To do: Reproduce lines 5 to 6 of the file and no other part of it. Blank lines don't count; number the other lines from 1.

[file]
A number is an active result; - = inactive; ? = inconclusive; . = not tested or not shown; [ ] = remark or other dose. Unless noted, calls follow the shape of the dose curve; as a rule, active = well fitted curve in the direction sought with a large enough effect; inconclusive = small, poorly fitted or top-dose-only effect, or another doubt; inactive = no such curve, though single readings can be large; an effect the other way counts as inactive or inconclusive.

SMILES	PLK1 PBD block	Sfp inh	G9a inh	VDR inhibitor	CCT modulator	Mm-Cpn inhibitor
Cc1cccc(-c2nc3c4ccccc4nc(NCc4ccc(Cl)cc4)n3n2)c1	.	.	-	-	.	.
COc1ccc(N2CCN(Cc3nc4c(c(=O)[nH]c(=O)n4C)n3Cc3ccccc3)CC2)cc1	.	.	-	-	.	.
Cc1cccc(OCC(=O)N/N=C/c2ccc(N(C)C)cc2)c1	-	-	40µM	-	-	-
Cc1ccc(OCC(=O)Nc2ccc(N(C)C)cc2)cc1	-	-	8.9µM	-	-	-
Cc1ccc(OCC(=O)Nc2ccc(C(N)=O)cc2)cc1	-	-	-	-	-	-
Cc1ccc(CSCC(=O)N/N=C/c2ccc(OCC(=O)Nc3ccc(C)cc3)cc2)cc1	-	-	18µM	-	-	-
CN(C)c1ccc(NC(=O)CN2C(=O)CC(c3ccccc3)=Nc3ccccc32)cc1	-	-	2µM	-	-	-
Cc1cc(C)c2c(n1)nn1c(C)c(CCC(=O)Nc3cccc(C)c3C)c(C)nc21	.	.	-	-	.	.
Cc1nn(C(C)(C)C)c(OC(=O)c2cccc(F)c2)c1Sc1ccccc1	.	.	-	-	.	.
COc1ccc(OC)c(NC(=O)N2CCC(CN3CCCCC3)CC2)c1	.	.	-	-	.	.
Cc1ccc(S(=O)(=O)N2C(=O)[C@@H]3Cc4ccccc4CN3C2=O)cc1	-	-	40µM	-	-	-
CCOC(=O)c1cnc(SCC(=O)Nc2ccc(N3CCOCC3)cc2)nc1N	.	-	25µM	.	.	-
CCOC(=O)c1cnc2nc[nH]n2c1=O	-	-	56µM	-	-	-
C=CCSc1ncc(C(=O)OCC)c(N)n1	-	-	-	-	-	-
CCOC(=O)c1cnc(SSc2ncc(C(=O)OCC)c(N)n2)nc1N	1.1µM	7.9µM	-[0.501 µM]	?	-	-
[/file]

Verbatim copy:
Cc1cccc(OCC(=O)N/N=C/c2ccc(N(C)C)cc2)c1	-	-	40µM	-	-	-
Cc1ccc(OCC(=O)Nc2ccc(N(C)C)cc2)cc1	-	-	8.9µM	-	-	-